Russian spy Sergei Skripal may have been poisoned with military grade nerve agent while driving his car in Salisbury, it is thought.
The former double agent and his daughter are both believed to have been in the red BMW at around 1.45pm on Sunday, March 4 - two hours before they collapsed in a park.
After the car was recovered and a supermarket car park was closed off, it appears the police investigation into nerve agent attack is now focusing on the vehicle.
The UK's head of counter-terrorism policing Neil Basu announced today that 38 people had come forward with illnesses related to the attack. As well as Mr Skripal, his daughter Yulia and DS Nick Bailey, who are all in hospital, another person is being monitored at home.
Speaking at Scotland Yard, he explained that the investigators' 'prime focus' is how the poison was administered, but warned the investigation will take 'many weeks'.
The Prime Minister told MPs yesterday that the highly dangerous substance used in the attack was a military-grade Novichok nerve agent produced by Russia.
Mrs May said the attempted murder of Sergei Skripal and his daughter, which also left policeman Detective Sergeant Nick Bailey seriously ill, was an 'indiscriminate and reckless act against the United Kingdom'.
Chemical warfare experts locked down a Wiltshire village yesterday amid fears that Sergei Skripal's car could contain traces of the nerve agent that's left him fighting for his life.
Army and police vehicles and ambulances rolled into West Winterslow just after lunchtime before investigators in hazardous material suits and gas masks loaded a white transit van onto a flatbed truck. The van's driver was also asked to had over his clothes, it was claimed.
Police also closed off a Sainsbury's car park where it is thought Mr Skripal's car was parked. A parking ticket machine was closed off and a police vehicle was removed from the scene by the Army.
Locations around the town, including a restaurant, a pub Mr Skripal's home, a car recovery yard and the park where the Skripals were found.
Theresa May has set a deadline of midnight tonight for Moscow to explain whether it was behind the attack or had lost control of its stockpile of the poison.
Failure to provide a 'credible' response would lead her to view the incident as 'an unlawful use of force by the Russian State against the United Kingdom', sparking unspecified measures in reprisal.
Mrs May said the government would not accept such an attempt to 'murder innocent civilians on our soil'.
She will decide on a range of sanctions over the next 24 hours after urgent talks with Nato, the United Nations, EU and US.
The Prime Minister will also draw up a secret package of measures against Russia which will never be revealed.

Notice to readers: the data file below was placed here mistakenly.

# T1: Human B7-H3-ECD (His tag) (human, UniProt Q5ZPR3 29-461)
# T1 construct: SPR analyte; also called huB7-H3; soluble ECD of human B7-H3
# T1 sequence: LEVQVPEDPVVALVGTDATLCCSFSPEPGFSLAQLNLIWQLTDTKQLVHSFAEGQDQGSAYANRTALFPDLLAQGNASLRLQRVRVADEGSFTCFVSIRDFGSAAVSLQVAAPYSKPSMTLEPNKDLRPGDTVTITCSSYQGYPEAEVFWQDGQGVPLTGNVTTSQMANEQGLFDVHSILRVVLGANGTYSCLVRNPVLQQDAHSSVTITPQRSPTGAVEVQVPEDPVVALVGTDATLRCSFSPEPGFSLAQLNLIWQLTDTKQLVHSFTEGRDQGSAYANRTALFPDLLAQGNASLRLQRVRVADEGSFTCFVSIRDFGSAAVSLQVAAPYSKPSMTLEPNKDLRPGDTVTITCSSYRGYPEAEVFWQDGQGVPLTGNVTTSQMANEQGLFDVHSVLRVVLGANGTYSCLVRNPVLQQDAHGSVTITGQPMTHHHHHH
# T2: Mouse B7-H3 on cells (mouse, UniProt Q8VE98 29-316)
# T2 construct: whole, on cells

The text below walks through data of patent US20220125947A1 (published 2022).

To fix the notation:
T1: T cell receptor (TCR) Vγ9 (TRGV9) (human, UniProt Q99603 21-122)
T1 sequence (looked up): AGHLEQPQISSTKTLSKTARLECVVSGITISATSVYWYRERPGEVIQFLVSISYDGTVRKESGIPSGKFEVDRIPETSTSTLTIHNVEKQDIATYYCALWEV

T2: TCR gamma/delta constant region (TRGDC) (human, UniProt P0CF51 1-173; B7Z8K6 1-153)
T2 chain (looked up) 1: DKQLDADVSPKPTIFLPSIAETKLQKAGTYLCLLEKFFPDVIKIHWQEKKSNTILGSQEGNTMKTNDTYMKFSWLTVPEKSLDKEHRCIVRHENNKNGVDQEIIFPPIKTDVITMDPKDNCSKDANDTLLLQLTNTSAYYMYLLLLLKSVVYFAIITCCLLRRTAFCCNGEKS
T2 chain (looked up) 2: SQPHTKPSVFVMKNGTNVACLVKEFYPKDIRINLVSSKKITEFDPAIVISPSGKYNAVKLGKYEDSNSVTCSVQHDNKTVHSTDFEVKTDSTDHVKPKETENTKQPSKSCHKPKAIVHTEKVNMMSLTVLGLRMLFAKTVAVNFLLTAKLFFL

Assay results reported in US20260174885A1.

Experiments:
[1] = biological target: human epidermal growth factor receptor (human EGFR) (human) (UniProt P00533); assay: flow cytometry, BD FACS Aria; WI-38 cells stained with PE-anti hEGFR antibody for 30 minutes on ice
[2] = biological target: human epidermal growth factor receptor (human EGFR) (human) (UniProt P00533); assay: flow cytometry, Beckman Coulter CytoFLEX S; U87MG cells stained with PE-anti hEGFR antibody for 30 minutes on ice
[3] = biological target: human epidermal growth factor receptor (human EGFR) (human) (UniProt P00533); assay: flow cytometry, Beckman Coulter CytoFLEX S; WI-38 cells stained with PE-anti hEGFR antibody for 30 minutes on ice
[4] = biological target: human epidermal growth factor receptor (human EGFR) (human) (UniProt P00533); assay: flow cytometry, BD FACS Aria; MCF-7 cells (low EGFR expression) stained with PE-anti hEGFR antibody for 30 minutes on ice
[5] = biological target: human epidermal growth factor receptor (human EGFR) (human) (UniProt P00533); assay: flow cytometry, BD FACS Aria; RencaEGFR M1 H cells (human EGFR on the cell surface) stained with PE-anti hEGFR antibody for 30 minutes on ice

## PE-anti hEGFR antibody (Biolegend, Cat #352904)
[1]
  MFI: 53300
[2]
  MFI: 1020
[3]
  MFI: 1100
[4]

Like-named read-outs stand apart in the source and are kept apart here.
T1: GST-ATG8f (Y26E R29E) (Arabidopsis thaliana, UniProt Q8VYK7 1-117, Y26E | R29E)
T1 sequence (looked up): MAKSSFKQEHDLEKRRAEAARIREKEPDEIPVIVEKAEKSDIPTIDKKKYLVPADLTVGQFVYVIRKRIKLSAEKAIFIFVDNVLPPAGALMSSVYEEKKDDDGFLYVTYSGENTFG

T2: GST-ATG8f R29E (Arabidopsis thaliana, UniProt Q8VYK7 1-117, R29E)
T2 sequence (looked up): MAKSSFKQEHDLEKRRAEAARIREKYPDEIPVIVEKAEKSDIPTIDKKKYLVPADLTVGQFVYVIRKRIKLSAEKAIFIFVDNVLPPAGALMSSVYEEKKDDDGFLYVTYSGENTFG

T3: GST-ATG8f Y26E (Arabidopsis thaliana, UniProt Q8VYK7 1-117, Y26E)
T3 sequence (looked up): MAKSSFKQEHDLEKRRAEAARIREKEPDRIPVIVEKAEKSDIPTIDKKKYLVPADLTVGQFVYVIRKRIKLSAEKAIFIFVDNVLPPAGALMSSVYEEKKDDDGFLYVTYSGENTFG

This could include targeting the Kremlin's propaganda machine. Whitehall sources said yesterday they were accelerating their offensive cyber programme and could hit select targets for a specific effect.
Home Secretary Amber Rudd, speaking after a meeting of the Government's emergency Cobra committee, today said: 'The investigation is going well. It is detailed and painstaking work with over 250 police officers in the area conducting this work.
'My priority is this incident, the investigation itself, so we get the information as quickly as possible, and also the safety and security of the people in the community, which is why we have such close co-ordination with the Department of Health and Public Health England.
'The Russians have started responding. The Prime Minister has been very clear that they have until midnight tonight to satisfy her requests. Until then we will wait and see what they have put forward.
'I know that international allies have begun to rally their support and make comments publicly but at the moment what we are doing is awaiting the Russian response before stepping up and responding as the Prime Minister has said we will.'
Vil Mirzayanov said the effects of the poison could amount to 'torture' - and claimed that the use of the lethal toxin on former spy Sergei Skripal and his daughter Yulia was a 'brazen attack'.
The chemist hit the headlines in 1992 after alleging in a newspaper article that Russia had been developing a particularly lethal new nerve gas.
Mr Mirzayanov, who was later arrested but now lives in the United States, had worked in a secret laboratory which was developing the Novichok nerve agents.
He said that the toxins were 'for paralysing people', adding: 'It causes you convulsions and you can't breathe and after that you die. If you get enough of a dose of it.
'It's real torture, it's impossible to imagine. Even in low doses the pain can go on for weeks. You cannot imagine the horror, it's so bad.'
News agency Tass quoted Russian foreign ministry spokeswoman Maria Zakharova as saying: 'It is a circus show in the British Parliament.
'The conclusion is obvious, it's another political information campaign, based on a provocation.'
Mr Putin dismissed questions about the Skripals when he was confronted during an election campaign visit, telling the BBC: 'Get to the bottom of things there, then we'll discuss this.'